BofA-Countrywide: The Main Street Implications

I’m going to be on Fox Business this afternoon at 4pm, talking about the Countrywide acquisition. Befitting the channel’s "Wall Street meets Main Street" concept, I’m sure they’re going to ask me less about the finances of the deal and more about the implications for buyers and sellers of homes.

The really big change, I think, is that Ken Lewis has explicitly stated that a BofA-owned Countrywide will not make any subprime loans. Which means that for subprime borrowers, it’s going to be harder than ever to find a mortgage. And for everybody else, less competition in the mortgage-origination sector is likely to mean higher mortgage prices. The combined company will have 25% of all mortgage-origination business: in the UK, that would officially make it a monopoly.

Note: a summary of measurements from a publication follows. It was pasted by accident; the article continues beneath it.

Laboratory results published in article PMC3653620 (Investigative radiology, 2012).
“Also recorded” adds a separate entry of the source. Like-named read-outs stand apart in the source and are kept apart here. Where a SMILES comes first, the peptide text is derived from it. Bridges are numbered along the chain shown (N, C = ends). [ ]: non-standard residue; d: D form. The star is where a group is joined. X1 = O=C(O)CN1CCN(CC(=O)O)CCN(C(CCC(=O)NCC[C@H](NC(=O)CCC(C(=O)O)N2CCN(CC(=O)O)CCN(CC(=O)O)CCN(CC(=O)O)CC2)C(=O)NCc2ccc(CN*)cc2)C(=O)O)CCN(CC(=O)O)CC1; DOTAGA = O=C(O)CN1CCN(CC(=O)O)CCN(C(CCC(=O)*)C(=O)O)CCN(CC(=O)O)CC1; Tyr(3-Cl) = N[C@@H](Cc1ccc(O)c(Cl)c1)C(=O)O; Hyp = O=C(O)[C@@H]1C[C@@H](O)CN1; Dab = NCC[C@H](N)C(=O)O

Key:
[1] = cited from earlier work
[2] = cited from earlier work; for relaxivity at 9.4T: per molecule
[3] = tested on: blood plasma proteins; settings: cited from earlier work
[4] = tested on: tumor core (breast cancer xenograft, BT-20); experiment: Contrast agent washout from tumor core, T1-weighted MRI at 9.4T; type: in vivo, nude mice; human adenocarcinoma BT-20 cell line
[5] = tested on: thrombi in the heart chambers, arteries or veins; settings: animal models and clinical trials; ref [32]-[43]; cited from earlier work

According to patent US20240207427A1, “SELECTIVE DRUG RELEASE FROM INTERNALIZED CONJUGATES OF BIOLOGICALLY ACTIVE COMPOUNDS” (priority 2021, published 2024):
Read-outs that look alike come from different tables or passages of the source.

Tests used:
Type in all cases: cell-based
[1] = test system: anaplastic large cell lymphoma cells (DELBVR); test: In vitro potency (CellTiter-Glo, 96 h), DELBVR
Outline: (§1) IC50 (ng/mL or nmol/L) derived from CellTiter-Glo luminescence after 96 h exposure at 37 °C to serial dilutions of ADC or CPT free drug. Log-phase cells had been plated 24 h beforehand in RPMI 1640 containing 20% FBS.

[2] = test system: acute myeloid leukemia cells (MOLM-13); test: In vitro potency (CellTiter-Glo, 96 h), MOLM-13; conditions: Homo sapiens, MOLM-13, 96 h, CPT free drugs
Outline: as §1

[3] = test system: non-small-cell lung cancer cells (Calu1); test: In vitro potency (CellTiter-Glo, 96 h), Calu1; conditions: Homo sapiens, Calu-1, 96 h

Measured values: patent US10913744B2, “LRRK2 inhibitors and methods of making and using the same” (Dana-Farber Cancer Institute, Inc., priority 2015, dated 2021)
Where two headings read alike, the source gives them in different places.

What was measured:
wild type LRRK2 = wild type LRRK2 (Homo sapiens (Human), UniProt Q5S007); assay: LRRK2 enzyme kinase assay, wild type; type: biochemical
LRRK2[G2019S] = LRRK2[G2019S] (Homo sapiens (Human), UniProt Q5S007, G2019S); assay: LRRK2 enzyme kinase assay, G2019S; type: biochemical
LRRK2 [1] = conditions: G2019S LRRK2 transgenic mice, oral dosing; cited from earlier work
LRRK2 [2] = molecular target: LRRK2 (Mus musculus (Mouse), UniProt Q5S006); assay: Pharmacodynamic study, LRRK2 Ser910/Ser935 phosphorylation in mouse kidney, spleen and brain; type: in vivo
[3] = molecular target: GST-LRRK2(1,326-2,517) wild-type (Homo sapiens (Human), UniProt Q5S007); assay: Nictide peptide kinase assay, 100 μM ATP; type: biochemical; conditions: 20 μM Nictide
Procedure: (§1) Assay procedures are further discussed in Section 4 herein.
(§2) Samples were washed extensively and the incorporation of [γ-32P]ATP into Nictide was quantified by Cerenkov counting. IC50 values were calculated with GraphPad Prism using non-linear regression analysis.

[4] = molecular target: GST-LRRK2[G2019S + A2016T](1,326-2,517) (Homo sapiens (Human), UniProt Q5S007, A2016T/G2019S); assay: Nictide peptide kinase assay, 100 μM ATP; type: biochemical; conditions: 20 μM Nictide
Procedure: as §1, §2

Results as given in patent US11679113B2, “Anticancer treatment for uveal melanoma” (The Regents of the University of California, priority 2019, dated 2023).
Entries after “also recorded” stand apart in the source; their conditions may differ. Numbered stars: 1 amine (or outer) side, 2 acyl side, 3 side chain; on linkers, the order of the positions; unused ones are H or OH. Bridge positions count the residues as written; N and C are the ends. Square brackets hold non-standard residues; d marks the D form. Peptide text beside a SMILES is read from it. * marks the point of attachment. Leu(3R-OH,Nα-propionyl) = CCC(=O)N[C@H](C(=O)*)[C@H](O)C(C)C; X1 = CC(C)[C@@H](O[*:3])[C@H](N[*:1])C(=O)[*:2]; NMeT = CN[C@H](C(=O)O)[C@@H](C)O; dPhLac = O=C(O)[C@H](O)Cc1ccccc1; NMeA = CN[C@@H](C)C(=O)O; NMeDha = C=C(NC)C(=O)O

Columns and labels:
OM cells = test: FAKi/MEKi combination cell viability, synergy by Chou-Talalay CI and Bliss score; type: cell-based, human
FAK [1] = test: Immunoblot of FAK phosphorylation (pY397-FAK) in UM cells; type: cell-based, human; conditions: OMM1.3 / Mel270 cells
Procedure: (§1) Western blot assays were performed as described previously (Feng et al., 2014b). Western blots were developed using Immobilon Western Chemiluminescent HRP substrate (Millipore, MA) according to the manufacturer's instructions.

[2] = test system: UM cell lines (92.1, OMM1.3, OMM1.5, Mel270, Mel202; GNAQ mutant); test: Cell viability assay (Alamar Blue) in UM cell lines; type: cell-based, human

Now mortgages are sold almost entirely on price: borrowers don’t care who their lender is, so long as they’re getting the cheapest possible rate. So BofA-Countrywide isn’t going to have a huge amount of price-setting power. But at the margin, I think mortgages are going to be harder to get and more expensive in the wake of this deal.

On the other hand, existing homeowners whose mortgages are being serviced by Countrywide should probably be breathing a sigh of relief. No one wants a bankrupt loan servicer, and now they know that isn’t a risk any more.

Are there other Main Street implications I should be thinking about?

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